At the Seattle Times yesterday columnist Jon Talton posted a very simple poll question. Is Seattle growing too fast, dumb, or just right?
I answered “Just right” almost reflexively because I know that there is a lot behind the ideas of growth being “too fast” or “too dumb.” Obviously, we’re growth champions. But when I reflect on the actions of the City Council over the last year and a half, I’d change my vote to “too dumb,” not because I don’t want growth, but that the City Council doesn’t seem to know what it’s doing.
Erica Barnett wrote a great post exposing Councilmember Mike O’Brien’s NIMBYism in pushing a horrible change to design review on behalf of a few of his angry neighbors. Sadly, her post comes too late to fix the damage or stop it, but at least the Seattle Transit Blog is allowing open criticism by name. When I wrote a similar post four years ago, I was put on probation; all my posts had to have at least one person read them. Seriously.
The fact that Barnett’s post has garnered more nods of recognition of O’Brien’s loss of his anchor to sustainability than howls of sympathy for him is, well, progress? Recognizing that the Seattle City Council is presiding, through O’Brien, over an era of dumb growth is a first step, but when are we going to do something about it? One important first step is making the Councilmembers feel uncomfortable with their bad decisions by telling them. This isn’t pleasant, but it’s what the angry neighbors do all the time. We should too.
It’s been almost a year since the Planning, Land Use, and Sustainability (PLUS) Committee under the leadership of Councilmember Mike O’Brien outlawed microhousing in Seattle. I can still remember Councilmember Burgess chiding the audience that the legislation passed would have no effect on the production of microhousing, even as a letter was arriving from the Mayor threatening a veto because the legislation would, in fact, do just what Burgess willfully said it wouldn’t.
But there is one last example of microhousing under the old code coming online, the Yobi Apartments. Designed by architect and HALA Committee Member (HALA stands for Housing Affordability and Livability Agenda) David Neiman, the project is a stark reminder of how microhousing was improving in design and function all over the city. Neiman held an open house to highlight exactly what the City Council and bureaucrats were missing. Did any Councilmembers or candidates show up? Nope. I guess they were washing their hair.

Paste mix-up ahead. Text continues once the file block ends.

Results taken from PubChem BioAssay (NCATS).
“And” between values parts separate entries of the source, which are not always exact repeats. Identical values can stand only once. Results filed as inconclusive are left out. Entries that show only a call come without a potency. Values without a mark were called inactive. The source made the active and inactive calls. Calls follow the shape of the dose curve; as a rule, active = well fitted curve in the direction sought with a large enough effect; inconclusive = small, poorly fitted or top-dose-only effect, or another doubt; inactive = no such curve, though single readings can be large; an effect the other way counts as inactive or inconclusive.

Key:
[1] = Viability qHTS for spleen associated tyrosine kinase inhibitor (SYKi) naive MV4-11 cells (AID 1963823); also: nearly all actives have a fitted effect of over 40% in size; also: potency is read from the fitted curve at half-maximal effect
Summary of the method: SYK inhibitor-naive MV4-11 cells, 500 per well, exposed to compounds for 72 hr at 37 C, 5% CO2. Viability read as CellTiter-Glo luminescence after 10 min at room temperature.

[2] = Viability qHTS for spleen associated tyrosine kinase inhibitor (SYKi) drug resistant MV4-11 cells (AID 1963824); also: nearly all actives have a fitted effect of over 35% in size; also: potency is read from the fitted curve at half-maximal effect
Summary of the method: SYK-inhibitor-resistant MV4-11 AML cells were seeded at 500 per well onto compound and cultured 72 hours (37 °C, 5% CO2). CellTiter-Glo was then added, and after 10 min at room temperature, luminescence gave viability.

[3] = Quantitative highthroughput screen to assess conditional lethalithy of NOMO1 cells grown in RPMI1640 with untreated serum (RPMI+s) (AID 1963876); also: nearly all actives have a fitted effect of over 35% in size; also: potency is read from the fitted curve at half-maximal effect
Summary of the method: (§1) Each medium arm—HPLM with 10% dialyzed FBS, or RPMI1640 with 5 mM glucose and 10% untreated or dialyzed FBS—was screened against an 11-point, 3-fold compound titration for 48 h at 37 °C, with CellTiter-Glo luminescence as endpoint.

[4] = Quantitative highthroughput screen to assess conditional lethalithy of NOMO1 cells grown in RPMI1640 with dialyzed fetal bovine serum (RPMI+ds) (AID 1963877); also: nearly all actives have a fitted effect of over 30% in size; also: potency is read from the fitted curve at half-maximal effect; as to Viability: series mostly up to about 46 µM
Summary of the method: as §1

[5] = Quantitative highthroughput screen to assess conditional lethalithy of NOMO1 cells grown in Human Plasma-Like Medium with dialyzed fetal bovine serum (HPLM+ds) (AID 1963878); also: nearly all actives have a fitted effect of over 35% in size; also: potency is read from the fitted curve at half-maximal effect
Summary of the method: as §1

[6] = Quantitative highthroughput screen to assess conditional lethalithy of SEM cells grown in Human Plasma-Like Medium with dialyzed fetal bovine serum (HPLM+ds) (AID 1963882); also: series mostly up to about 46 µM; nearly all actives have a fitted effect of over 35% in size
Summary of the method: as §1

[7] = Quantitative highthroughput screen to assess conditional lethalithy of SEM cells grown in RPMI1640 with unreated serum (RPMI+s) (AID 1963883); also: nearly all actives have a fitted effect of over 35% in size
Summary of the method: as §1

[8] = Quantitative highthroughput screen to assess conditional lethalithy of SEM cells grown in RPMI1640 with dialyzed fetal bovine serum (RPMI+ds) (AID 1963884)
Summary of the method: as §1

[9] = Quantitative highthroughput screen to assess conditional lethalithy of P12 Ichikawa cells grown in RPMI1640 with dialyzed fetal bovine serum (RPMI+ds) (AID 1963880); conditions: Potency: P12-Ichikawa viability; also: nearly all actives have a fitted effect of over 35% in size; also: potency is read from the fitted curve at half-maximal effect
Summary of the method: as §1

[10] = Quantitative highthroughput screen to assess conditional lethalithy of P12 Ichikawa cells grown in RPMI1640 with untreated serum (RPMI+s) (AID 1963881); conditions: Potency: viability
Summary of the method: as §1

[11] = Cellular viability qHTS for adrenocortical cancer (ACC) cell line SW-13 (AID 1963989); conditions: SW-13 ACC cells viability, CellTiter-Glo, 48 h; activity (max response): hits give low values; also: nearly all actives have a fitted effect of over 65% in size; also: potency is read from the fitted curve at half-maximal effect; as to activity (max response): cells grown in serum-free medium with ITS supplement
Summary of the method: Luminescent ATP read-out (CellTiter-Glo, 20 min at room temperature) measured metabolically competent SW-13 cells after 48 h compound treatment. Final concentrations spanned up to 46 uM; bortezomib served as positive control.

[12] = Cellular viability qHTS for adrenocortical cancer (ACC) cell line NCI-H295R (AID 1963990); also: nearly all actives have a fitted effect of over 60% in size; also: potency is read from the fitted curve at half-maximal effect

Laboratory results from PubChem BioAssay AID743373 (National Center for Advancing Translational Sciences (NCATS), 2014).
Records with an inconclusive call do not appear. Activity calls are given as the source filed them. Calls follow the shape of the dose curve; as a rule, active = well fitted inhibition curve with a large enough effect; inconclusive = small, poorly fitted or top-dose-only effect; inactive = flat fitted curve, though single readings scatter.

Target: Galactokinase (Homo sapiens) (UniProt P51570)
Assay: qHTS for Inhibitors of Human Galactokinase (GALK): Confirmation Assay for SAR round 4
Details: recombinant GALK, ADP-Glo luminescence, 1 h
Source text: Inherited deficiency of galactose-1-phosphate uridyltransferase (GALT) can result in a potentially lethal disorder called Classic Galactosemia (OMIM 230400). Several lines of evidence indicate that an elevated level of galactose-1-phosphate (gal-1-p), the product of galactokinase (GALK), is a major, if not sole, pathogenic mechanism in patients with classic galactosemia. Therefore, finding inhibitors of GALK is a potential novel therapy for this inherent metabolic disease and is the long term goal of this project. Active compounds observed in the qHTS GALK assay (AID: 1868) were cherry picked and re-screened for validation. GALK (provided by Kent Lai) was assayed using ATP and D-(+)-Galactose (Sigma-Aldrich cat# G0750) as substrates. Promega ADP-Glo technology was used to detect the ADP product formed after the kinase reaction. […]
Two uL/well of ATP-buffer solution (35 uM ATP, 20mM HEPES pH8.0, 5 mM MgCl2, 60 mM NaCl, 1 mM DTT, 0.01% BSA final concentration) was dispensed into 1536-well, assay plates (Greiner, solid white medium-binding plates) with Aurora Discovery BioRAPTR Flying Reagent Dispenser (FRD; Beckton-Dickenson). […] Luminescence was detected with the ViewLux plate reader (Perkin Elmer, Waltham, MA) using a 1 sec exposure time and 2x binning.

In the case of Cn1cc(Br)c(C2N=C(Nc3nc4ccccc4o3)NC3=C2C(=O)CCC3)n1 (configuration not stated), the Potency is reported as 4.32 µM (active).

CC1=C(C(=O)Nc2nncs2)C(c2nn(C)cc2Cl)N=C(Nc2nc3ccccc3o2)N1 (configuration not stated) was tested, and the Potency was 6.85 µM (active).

But lots of other housing enthusiasts did. Here’s what City Builder Rob Harrison and Charlie Cunniff said along fellow City Builder Laura Bernstein’s comprehensive photos. Maybe we still have a chance of bringing more housing like this online.
Open house at an excellent example of micro-housing by Neiman Taber Architects, at 12th and Marion. There definitely have been times in my life I would have loved to live in a building like this. Unfortunately this form of housing has effectively been legislated out of existence by the Mike O’Brien-led PLUS Committee backed by the rest of City Council. All of Council, and all Council candidates, were invited to the tour, but no one showed. I think if they could see this *good* example of micro-housing they would be more open to it.
Rob Harrison on Facebook
I think that David Nieman and his team did a great job for his clients and the neighborhood. There is obviously a demand, as Seattle U has taken out a Master Lease for the entire building in order to house students that want to move on from the dorms. It is a shame that this form will not be able to built now that the City Council has essentially legislated against it. I do not think these are for every neighborhood, and maybe that was part of the problem. There was fear from many in the neighborhoods that this form would come in and overwhelm the “single family character.” But, instead of thoughtfully legislating where these could be built, they have been essentially outlawed. There is a lot of demand for housing like this and more should be allowed to be built.
I have no naive belief that these are for everyone. No form of housing satisfies the entire market. But, these will work well for some, perhaps many, particularly in and adjacent to urban villages, etc. Are they “affordable?” At about $1100, including cable, wifi, utilities, etc and in a dense, walkable neighborhood where you do not need a car, I think that they are.
Also, it was interesting to meet the Ethiopian family developers who have cobbled together the funding to build this and many other projects around our town. They have the immigrant vision that more housing is needed for the people that are already here, are being born here and are moving here. They also have the drive to create housing, which is not for the timid as it can be a difficult process.
Charlie Cunniff on Facebook
Photos by Laura Bernstein on Facebook
As if things weren’t bad enough, the Seattle City Council is considering impact fees, the charges applied to new development allowed by State law to off set the impacts of new growth. Largely limited to the suburbs, impact fees add costs to new housing and therefore increase the price of that housing. In a way, impact fees make more sense than Councilmember Mike O’Brien’s linkage tax, and illegal tax on all new housing built in the city because there is actually some related infrastructure built that benefits the residents of new housing with impact fees. We should be wary when people start saying things like, “growth should pay for growth,” when they argue for impact fees. The truth is that in Seattle, it already does. Impact fees here would simply make housing less affordable.